"This isn’t so much east meets west. It is east smashes into west (or visa versa) on a muddy road somewhere in Mississippi or Calcutta...Aki Goes to Bollywood represents the height of creativity and fearlessness. Aki Kumar should be commended for embracing his past and blending that with his adopted true love, the blues."

"Kumar sings in Hindi, which adds some Vindaloo heat"

Frank John-Hadley, Downbeat Magazine, Aug 2016

"What I hear is an original, dynamic, and completely convincing fusion of two radically different things — commercial Indian film-score music and American blues, the latter ranging from Deep South Mississippi tonalities to 50's Los Angeles Central Avenue R&B. My ears, attuned to 12-bar structures, can recognize that some of the songs spend most of the time moving through Bollywood changes, then dip down and stabilize into the blues' harmonica home ground for a harmonica or guitar solo before surfacing once again in Mumbai. That's one way of weaving two traditions together and giving both traditions a kick in the pants."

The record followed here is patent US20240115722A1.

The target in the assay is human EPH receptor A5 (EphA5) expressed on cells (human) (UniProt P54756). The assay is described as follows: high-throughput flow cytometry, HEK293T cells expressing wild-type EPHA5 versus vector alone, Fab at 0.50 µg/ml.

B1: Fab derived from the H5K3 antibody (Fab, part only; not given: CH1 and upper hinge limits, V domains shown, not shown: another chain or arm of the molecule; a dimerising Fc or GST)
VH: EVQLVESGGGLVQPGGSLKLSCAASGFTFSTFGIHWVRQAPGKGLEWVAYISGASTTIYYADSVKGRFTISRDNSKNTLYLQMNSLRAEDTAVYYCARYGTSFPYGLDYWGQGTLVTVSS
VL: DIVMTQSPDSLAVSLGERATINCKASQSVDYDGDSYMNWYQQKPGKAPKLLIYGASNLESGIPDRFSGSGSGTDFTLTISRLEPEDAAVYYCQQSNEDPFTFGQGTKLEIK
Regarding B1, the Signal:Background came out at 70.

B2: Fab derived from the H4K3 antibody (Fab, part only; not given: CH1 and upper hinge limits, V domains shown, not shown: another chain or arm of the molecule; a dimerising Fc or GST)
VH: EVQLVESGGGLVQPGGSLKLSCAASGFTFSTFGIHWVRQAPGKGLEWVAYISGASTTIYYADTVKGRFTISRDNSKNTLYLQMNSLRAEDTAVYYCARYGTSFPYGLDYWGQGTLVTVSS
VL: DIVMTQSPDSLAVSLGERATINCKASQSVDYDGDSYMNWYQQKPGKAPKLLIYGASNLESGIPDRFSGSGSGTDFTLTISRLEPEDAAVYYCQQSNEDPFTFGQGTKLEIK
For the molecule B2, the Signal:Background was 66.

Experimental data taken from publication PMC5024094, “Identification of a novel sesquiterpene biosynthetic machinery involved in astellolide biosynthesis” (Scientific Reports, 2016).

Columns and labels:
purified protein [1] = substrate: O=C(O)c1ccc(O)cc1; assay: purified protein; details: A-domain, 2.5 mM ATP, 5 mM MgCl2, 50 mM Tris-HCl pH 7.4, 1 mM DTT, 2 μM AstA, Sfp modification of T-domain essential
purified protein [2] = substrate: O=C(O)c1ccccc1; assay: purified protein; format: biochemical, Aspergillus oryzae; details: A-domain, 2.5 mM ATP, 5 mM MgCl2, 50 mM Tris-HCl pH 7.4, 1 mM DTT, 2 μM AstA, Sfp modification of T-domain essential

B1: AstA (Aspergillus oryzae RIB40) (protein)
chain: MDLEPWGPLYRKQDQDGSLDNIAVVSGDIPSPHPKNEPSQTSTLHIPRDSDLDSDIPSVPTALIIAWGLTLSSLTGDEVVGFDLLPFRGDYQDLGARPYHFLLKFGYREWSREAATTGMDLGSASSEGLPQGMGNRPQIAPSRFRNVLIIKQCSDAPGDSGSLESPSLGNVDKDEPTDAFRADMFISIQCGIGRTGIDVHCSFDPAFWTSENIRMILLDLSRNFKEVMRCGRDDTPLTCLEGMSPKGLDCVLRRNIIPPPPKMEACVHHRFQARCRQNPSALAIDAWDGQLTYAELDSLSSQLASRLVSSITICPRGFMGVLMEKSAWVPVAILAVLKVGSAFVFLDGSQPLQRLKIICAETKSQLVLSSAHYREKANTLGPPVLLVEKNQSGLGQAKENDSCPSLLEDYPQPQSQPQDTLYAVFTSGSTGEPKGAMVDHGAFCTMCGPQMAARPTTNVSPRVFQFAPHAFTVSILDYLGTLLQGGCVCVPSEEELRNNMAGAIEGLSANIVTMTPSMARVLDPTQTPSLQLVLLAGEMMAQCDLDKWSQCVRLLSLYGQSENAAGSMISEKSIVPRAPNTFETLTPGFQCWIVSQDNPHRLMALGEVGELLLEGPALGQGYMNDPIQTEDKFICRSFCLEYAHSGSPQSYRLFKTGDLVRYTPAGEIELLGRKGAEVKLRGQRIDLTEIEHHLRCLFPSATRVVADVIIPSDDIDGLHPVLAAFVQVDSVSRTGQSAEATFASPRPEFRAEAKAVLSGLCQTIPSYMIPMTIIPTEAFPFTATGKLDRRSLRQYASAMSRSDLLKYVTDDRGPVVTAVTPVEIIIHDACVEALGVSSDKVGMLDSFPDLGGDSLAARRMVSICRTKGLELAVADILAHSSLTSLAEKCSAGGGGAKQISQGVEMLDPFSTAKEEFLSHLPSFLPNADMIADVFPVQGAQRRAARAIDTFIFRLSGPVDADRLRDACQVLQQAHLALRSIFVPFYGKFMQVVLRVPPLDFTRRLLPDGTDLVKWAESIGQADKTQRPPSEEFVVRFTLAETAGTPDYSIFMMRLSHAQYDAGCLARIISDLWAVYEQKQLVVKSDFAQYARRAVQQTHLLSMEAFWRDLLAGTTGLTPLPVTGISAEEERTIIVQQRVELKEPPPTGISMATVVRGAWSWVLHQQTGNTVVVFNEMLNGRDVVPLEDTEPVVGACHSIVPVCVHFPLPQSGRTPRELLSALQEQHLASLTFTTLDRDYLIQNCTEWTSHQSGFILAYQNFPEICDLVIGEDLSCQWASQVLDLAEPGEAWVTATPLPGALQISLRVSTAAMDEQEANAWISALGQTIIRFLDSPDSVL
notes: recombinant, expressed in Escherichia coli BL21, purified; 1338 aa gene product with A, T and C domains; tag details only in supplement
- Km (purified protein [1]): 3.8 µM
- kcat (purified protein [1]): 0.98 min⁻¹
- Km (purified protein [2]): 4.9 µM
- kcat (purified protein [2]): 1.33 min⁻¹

Adam Gussow (, Read the full review here

Italian Review - "Eppure esistono svariati motivi per cui conviene mettere da parte le proprie resistenze: in primis c’è un lavoro di arrangiamento estremamente curato che rende ognuna delle 14 tracce un episodio unico, sorprendente; in secondo luogo è si tratta di un disco suonato magistralmente (accanto ad Aki – dotato di gran voce – figurano personaggi come Jim Pugh al pianoforte e soprattutto il chitarrista “Kid” Andersen, la cui mente criminale fornisce un contributo fondante all’equilibrio generale dell’album)" 
Peter Rubino, IlPopolodelblues Aug 2016


Reviews for Kumar's debut album Don't Hold Back